Mar 23, 2017 | By Benedict

Researchers at NASA Marshall Space Flight Center have developed a new method for interim, in situ dimensional inspection of 3D printed parts. The technique uses infrared and visual cameras to allow users to monitor the 3D printing process in real time and correct it as needed.

Quality control throughout the additive manufacturing process is incredibly important. Having your 3D printed Yoda head fall apart can be a harrowing experience; having, say, a 3D printed chair fall to pieces would be even worse. But one area of 3D printing that requires perhaps more scrutiny and quality control than any other is in aerospace and aeronautics. There are very few 3D printed objects up in space, but when they become more common, it is absolutely vital that they don’t fall apart. The lives of astronauts could depend on it.

In the interests of top-level quality control, NASA has just published details on a new inspection system for 3D printed parts. Researchers at NASA Marshall Space Flight Center have developed a novel method for interim, in situ dimensional inspection of additively manufactured parts that uses both infrared and visual cameras to monitor a 3D print job in real time. If parts do not display the requisite physical characteristics, the 3D printing process can be adjusted and corrected on the spot.

NASA says that its new 3D print monitoring technology will be especially useful for inspecting parts with complex internal features, such as fluid channels and passages, which cannot be easily inspected once the print is complete. The additive manufacturing tool could even be used to create a closed-loop feedback system that would allow for automatic real-time corrections.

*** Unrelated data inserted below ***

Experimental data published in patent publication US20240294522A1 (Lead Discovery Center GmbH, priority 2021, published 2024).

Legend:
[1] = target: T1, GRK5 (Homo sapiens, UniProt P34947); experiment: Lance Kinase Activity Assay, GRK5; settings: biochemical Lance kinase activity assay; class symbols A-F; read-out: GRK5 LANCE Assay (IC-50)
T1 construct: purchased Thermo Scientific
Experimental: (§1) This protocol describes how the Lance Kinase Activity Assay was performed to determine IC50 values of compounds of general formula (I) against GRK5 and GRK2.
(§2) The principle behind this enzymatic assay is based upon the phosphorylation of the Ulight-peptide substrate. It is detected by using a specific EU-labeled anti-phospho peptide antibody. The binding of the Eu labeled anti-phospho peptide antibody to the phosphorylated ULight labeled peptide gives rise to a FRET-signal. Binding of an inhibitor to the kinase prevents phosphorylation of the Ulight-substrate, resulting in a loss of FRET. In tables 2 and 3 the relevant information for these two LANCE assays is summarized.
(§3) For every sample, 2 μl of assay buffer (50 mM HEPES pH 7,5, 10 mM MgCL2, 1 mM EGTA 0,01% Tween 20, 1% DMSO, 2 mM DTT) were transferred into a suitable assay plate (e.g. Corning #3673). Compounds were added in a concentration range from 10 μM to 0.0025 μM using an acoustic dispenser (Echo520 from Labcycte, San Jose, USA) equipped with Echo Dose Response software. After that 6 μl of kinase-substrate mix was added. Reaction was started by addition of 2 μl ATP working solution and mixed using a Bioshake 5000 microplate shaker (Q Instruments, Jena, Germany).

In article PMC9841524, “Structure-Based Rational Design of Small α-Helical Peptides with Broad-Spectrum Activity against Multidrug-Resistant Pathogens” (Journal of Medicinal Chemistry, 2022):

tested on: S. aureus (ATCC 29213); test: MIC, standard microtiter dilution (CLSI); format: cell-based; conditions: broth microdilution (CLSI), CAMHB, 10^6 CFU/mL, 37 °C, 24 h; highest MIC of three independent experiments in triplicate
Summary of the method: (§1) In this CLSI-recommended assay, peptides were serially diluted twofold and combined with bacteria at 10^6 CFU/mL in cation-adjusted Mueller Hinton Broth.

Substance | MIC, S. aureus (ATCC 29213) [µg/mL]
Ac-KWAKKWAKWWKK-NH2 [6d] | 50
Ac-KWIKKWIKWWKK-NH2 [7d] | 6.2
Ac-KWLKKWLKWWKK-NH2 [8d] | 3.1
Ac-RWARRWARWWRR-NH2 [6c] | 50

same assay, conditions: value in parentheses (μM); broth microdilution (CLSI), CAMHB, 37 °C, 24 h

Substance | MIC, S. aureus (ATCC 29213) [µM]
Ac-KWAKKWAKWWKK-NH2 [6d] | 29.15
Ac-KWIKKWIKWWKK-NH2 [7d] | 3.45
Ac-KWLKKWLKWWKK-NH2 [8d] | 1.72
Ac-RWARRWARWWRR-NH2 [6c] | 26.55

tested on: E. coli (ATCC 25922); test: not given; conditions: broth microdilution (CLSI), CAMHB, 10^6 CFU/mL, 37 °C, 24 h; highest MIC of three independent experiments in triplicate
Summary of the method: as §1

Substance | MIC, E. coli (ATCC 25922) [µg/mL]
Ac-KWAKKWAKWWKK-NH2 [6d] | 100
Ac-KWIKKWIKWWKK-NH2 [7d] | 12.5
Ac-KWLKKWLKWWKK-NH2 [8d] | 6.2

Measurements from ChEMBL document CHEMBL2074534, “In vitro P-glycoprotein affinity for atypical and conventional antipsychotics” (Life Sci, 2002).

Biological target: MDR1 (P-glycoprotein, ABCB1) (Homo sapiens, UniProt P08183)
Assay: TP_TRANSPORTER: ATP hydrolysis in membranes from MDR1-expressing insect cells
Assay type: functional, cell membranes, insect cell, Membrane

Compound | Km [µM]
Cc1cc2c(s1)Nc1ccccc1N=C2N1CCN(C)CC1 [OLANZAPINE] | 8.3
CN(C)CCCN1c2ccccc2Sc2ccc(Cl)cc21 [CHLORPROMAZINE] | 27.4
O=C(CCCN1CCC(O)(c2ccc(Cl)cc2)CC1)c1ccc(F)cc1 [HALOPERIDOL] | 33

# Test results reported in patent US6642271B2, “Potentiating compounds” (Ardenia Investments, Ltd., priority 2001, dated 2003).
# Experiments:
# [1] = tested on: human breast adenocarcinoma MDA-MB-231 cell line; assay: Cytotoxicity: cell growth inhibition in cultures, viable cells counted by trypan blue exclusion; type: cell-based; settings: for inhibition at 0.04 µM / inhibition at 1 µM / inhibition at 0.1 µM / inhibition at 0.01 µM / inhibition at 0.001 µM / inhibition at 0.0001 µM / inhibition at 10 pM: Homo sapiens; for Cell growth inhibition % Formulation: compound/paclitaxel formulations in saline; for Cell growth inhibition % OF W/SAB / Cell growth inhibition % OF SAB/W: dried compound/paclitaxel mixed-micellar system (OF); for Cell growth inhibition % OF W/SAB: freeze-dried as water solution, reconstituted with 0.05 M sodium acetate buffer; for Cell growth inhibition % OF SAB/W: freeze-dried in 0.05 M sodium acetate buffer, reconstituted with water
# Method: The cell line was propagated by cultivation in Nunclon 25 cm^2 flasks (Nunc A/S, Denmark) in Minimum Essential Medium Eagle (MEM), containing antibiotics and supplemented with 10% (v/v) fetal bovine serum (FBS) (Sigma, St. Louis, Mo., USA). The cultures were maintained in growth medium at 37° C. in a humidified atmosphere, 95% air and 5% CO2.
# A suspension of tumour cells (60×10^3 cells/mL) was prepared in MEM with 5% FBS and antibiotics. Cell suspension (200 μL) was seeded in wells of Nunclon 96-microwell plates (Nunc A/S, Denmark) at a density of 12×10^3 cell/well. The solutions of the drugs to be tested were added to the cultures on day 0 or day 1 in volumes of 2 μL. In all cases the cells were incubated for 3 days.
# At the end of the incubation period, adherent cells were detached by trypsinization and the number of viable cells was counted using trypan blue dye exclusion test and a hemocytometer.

It is the combination of IR and visual cameras that makes the new NASA 3D print monitoring technology highly accurate and therefore suitable for the monitoring of critical parts. According to NASA, the IR cameras collect temperature data to validate thermal math models, while the visual cameras obtain highly detailed data at the exact location of the laser. The technology also integrates certain adopted techniques used to reduce false positive readings.

Excitingly, NASA says that this new additive manufacturing technology could be applied to both metal and plastic laser sintering 3D printing processes. In both cases, the technology has been able to detect errors caused by stray powder sparking, as well as anomalies caused by stress, power density issues, incomplete melting, voids, incomplete fill, and layer lift-up.

“By monitoring the print, layer by layer, in real-time, users can pause the process and make corrections to the build as needed, reducing material, energy, and time wasted in nonconforming parts,” NASA says.

By being able to spot the geometric differences between a designed model and the actual 3D printed interpretation of that model, NASA’s new 3D printing technology offers an effective means of identifying flaws in a 3D printed object. And with zero margin for error in aerospace 3D printing applications, this kind of technology could be essential to helping additive manufacturing become a widely used fabrication tool within the field.

Advantages of NASA’s new 3D print monitoring technology

  • Robust: leverages processing techniques to reduce false positive readings
  • Flexible: can be implemented in existing systems
  • Cost-saving: reduces time, energy, and material wasted in nonconforming parts
  • Accurate: uses both IR and visual cameras for thermal and spatial accuracy

Applications of NASA’s new 3D print monitoring technology

  • Aerospace: complex injectors, internal coolant passage components, heat exchangers
  • Automotive: exhaust system components
  • Medical: orthopedic implants

 

 

Posted in 3D Printing Technology

 

 

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Adam Klich wrote at 3/24/2017 6:22:09 PM:

If anyone is interested in learning more about this innovative technology please feel free to reach out to me via email: aklich@rti.org

Ted J wrote at 3/23/2017 6:19:03 PM:

I was looking for more information concerning NASA's 3D printing inspection techniques but could not find any info on NASA's websites. Can you provide any links?



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